I would absolutely recommend it.
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on 20 December 2014
This book was deep, spanning the languages of Europe and touching on other areas. I've learnt a lot and, from a non-linguist's view point, the mechanisms of language evolution described by Guy seem sound. I'm going to have to read it again to get the details straight, but as I said, there is a lot to this book. It would be nice if the origins could have been pushed back to the earliest H. sapiens but that is probably beyond current science.
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on 1 July 2015
Many interesting points but also a lot of conjecture and supposition, as well as some fairly obvious things nonetheless detailed to death. Often over-written and long-winded, and boring in places. Can't see the tables and glosses properly on my Kindle. For the specialist I'd say. Cautiously recommend.
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on 3 August 2014
This is one of the few books I can really say have widened my horizons dramatically while simultaneously being a rather easy read.

I gained an overview of how and why languages change with time. The general principles that seem to apply universally were illustrated with specific historic examples from old documents in English, German and other languages, giving a nice balance between overview and detail.

To me, this book was worth many times it's purchase price of around £7.
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on 23 April 2012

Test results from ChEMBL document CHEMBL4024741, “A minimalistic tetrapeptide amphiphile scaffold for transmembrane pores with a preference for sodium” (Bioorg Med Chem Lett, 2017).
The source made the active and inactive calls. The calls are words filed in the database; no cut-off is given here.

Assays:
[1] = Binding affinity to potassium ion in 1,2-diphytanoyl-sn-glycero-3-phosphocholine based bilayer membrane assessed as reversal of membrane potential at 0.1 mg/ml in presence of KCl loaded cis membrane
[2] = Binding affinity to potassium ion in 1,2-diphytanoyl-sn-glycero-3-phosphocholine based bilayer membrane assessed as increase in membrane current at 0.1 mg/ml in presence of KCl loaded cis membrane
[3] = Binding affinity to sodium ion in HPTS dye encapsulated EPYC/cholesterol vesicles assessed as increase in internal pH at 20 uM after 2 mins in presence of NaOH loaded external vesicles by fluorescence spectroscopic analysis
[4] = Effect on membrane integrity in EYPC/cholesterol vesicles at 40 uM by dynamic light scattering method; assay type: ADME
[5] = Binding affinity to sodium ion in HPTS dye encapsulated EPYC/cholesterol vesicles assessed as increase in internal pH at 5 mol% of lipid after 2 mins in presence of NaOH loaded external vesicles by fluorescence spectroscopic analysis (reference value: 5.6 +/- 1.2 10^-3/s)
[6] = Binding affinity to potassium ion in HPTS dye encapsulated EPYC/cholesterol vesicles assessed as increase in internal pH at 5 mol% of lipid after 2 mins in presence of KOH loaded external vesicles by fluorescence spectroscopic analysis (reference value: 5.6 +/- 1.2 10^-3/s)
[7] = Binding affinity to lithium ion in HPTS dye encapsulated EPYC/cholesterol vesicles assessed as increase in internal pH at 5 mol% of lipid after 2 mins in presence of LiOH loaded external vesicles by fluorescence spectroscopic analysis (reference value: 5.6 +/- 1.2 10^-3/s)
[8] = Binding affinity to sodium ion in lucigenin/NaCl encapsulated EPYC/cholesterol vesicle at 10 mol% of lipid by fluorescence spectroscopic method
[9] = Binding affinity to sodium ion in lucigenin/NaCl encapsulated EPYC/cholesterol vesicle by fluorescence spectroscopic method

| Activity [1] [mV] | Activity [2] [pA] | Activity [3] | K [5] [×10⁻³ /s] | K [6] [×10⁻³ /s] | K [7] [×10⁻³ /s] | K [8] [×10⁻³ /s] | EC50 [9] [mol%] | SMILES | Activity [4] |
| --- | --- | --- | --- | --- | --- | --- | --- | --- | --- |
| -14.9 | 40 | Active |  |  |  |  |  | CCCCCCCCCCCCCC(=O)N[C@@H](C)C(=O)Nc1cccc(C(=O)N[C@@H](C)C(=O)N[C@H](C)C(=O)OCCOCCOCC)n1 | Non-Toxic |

I have really enjoyed the Unfolding of Language as it is a well written and stimulating book. It is easy to read and uses simple examples to advance the author's ideas. I was familiar with some of the concepts in the book beforehand which was what intrigued me to buy it, however there were still many fascinating examples and theories that I was unfamiliar with, which made it a rewarding read. As a fan of languages I found the book a wealth of information on the bizarre methods languages use to convey their meanings and how these might have come about originally.

I was however surprised by some obvious omission from the book, which left me feeling that Guy was searching for answers in the distant past when examples in living language were far more revealing.

A case in point is the change of p to f and f to h for which he uses the example of German "vater" compared to the Latin "pater". However far more frequent and varied changes occur in Welsh (and other celtic languages) as part of the everyday language. Welsh has a well developed system of mutations, namely soft, nasal and aspirant. The mutations may be sumarised as

normal->soft->aspirant

p->b->ph

t->d->th

c->g->ch

b->f->b
f->dd->d
g->w->g

etc. Where "dd" is pronounced as "th" in the english word "them" and "f" is pronounced as the english sound "v". This is a good example of Guy's softening of consonants.